7) Can you rearrange your life in any way to make it easier to avoid diet temptations?

If there is any food in your home or office that sends you into poor eating patterns then I would suggest keeping those foods away to avoid the trigger. Instead, enjoy them in moderation away from your everyday location. Also, your taste buds change as you start eating more nutrient-rich foods. After having lowered sugar and fat in your diet for a period of time, many people find when they go back to eating those foods they seem much richer and more sugary than before.

We also must dismiss all those reasons why a person may eat when not hungry. Be sure to address any emotional reasons why you might be turning to food when making changes to your lifestyle. If needed, seek the help from a counselor or psychologist and they can help you identify your deeper issues here.

8) What advice do you have for people who just don’t like to exercise or who avoid it for other reasons?

I say that a weak heart wants to stay weak. What I mean by that is that your heart is a muscle. When you are sedentary, the heart muscle gets easily fatigued. I don’t know about you, but it’s a scary concept to think about having a weak heart! It’s the organ that pumps blood to everything else. So I say, challenge yourself. Start off slow and observe the feelings after exercise. The body is made to move and must do so in order to be healthy. Don’t’ decide to work out or not to workout based on emotions. Do find something that interests you, but don’t decide to work out because you “don’t feel like it.” I absolutely love running, but there are still times that my mind tries to talk me out of it – and I teach this stuff! Set your exercise goals by detailing what days and times you plan to do them and follow through. I never regret going for a run. On the contrary – I say, “whew. I am so glad I did that!!”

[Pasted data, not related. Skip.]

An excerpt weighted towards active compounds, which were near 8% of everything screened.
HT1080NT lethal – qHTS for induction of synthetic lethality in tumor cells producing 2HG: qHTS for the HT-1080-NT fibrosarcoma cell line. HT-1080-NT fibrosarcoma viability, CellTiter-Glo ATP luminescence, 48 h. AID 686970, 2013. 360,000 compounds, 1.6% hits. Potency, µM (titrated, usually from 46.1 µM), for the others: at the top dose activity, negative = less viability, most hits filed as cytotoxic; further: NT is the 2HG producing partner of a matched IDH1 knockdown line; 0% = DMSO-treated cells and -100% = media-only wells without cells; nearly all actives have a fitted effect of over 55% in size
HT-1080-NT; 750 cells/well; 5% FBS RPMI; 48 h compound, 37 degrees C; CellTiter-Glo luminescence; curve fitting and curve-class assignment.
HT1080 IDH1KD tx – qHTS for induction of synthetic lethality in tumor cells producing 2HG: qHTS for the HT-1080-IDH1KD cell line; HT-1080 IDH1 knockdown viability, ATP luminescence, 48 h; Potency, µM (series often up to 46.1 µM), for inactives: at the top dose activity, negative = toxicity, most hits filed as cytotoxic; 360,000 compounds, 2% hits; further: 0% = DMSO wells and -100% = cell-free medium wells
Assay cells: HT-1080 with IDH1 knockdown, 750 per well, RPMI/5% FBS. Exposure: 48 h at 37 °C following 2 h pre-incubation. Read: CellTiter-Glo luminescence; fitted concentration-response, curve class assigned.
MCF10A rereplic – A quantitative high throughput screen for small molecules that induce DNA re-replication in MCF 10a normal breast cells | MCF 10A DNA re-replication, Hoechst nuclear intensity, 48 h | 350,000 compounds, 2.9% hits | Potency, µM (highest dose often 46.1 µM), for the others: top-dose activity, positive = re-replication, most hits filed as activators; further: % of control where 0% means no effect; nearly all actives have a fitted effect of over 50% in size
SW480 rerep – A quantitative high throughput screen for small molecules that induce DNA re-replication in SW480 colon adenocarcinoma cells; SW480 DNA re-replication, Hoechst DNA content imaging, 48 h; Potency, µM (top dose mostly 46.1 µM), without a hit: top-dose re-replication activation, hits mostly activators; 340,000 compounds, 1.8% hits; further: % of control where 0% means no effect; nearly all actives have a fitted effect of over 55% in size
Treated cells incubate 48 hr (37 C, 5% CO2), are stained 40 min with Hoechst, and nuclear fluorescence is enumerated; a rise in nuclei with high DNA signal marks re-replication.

9) When you’re making a resolution to improve your health, who should you recruit to be on your wellness team?

Annual medical checks by your physician are vital. In addition to being followed by a dietitian, encourage your loved ones to join you. Surround yourself with like-minded people and you will be more successful. As your lifestyle changes, you may surely find that the things you used to like to do will change as well. And that may involve a shift in the people you hang out with on a regular basis.

10) It’s easy to make excuses when you’re juggling work and family responsibilities. How can you make time for your resolutions in a hectic schedule?

Prioritize. If you truly feel something is important in your life, you will find the time. Bottom line: If you think you don’t have time for something, it’s truly not that important to you yet.  Ouch!  Yep, I said it.  It’s just the truth.

If you have set any healthy New Year’s Resolutions, I would love to hear from you by commenting below. Or, if you have had past success by setting New Year’s Resolutions, let me know what component(s) of your plan helped to make you successful. Let’s all learn from each other!